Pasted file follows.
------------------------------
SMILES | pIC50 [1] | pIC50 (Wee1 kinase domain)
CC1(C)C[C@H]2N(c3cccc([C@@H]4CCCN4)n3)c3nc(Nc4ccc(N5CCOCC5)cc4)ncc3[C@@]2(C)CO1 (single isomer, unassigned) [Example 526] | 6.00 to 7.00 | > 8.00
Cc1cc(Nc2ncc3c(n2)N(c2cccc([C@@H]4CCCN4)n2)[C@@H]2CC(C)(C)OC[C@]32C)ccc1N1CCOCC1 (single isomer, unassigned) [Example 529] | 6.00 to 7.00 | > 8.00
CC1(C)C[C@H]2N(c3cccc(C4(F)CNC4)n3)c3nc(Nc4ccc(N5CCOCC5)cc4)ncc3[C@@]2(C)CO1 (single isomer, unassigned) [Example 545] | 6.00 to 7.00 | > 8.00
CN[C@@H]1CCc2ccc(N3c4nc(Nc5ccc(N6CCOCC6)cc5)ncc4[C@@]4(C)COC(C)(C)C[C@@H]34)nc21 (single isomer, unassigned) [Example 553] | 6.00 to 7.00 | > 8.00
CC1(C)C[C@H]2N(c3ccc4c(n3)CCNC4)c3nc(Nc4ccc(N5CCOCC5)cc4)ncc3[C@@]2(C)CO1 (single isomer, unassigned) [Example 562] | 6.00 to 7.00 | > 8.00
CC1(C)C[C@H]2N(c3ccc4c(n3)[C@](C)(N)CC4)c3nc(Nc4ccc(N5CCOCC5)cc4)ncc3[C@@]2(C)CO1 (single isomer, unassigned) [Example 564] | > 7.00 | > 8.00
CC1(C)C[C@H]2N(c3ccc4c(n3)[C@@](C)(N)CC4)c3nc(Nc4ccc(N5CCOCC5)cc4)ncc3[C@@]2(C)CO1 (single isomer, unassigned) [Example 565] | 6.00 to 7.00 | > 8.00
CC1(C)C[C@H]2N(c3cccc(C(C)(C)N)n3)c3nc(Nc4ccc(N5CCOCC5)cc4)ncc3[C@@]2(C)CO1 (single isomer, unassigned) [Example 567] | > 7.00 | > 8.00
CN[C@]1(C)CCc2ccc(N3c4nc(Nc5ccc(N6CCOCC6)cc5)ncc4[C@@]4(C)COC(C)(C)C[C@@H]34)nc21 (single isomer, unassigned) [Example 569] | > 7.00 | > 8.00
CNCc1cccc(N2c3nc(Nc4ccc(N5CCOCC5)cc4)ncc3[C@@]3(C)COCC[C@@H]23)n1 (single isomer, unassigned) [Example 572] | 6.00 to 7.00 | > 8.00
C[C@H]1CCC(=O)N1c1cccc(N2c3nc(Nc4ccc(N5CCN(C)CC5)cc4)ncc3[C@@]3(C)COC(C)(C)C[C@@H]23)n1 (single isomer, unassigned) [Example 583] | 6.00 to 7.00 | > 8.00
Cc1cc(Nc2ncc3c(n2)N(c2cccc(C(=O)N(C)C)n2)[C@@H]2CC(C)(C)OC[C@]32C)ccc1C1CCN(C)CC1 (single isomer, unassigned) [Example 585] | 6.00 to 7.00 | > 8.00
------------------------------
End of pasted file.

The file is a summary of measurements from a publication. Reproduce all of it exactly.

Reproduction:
SMILES | pIC50 [1] | pIC50 (Wee1 kinase domain)
CC1(C)C[C@H]2N(c3cccc([C@@H]4CCCN4)n3)c3nc(Nc4ccc(N5CCOCC5)cc4)ncc3[C@@]2(C)CO1 (single isomer, unassigned) [Example 526] | 6.00 to 7.00 | > 8.00
Cc1cc(Nc2ncc3c(n2)N(c2cccc([C@@H]4CCCN4)n2)[C@@H]2CC(C)(C)OC[C@]32C)ccc1N1CCOCC1 (single isomer, unassigned) [Example 529] | 6.00 to 7.00 | > 8.00
CC1(C)C[C@H]2N(c3cccc(C4(F)CNC4)n3)c3nc(Nc4ccc(N5CCOCC5)cc4)ncc3[C@@]2(C)CO1 (single isomer, unassigned) [Example 545] | 6.00 to 7.00 | > 8.00
CN[C@@H]1CCc2ccc(N3c4nc(Nc5ccc(N6CCOCC6)cc5)ncc4[C@@]4(C)COC(C)(C)C[C@@H]34)nc21 (single isomer, unassigned) [Example 553] | 6.00 to 7.00 | > 8.00
CC1(C)C[C@H]2N(c3ccc4c(n3)CCNC4)c3nc(Nc4ccc(N5CCOCC5)cc4)ncc3[C@@]2(C)CO1 (single isomer, unassigned) [Example 562] | 6.00 to 7.00 | > 8.00
CC1(C)C[C@H]2N(c3ccc4c(n3)[C@](C)(N)CC4)c3nc(Nc4ccc(N5CCOCC5)cc4)ncc3[C@@]2(C)CO1 (single isomer, unassigned) [Example 564] | > 7.00 | > 8.00
CC1(C)C[C@H]2N(c3ccc4c(n3)[C@@](C)(N)CC4)c3nc(Nc4ccc(N5CCOCC5)cc4)ncc3[C@@]2(C)CO1 (single isomer, unassigned) [Example 565] | 6.00 to 7.00 | > 8.00
CC1(C)C[C@H]2N(c3cccc(C(C)(C)N)n3)c3nc(Nc4ccc(N5CCOCC5)cc4)ncc3[C@@]2(C)CO1 (single isomer, unassigned) [Example 567] | > 7.00 | > 8.00
CN[C@]1(C)CCc2ccc(N3c4nc(Nc5ccc(N6CCOCC6)cc5)ncc4[C@@]4(C)COC(C)(C)C[C@@H]34)nc21 (single isomer, unassigned) [Example 569] | > 7.00 | > 8.00
CNCc1cccc(N2c3nc(Nc4ccc(N5CCOCC5)cc4)ncc3[C@@]3(C)COCC[C@@H]23)n1 (single isomer, unassigned) [Example 572] | 6.00 to 7.00 | > 8.00
C[C@H]1CCC(=O)N1c1cccc(N2c3nc(Nc4ccc(N5CCN(C)CC5)cc4)ncc3[C@@]3(C)COC(C)(C)C[C@@H]23)n1 (single isomer, unassigned) [Example 583] | 6.00 to 7.00 | > 8.00
Cc1cc(Nc2ncc3c(n2)N(c2cccc(C(=O)N(C)C)n2)[C@@H]2CC(C)(C)OC[C@]32C)ccc1C1CCN(C)CC1 (single isomer, unassigned) [Example 585] | 6.00 to 7.00 | > 8.00